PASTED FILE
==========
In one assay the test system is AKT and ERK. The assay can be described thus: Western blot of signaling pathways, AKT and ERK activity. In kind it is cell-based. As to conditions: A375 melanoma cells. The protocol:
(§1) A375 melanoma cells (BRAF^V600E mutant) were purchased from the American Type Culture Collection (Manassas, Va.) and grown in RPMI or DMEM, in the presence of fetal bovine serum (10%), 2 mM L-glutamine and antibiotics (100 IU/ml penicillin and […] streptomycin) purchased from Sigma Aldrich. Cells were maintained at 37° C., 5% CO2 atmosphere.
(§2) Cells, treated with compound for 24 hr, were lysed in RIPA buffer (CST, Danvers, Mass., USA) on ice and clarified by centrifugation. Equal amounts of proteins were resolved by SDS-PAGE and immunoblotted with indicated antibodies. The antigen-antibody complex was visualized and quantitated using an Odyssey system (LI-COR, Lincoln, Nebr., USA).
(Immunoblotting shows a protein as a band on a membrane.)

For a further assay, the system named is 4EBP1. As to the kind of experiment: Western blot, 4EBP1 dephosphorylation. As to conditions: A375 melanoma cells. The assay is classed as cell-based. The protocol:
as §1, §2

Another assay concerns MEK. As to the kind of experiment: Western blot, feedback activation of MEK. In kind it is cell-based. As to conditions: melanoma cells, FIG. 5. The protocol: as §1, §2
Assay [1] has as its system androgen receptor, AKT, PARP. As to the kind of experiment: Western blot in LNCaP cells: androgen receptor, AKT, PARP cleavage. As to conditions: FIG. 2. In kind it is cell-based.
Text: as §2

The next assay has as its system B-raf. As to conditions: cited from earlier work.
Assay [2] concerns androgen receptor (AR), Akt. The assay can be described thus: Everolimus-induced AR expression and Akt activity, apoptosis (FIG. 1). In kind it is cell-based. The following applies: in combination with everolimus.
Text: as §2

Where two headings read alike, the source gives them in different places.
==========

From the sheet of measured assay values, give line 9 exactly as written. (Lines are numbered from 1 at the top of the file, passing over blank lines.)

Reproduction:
Text: as §2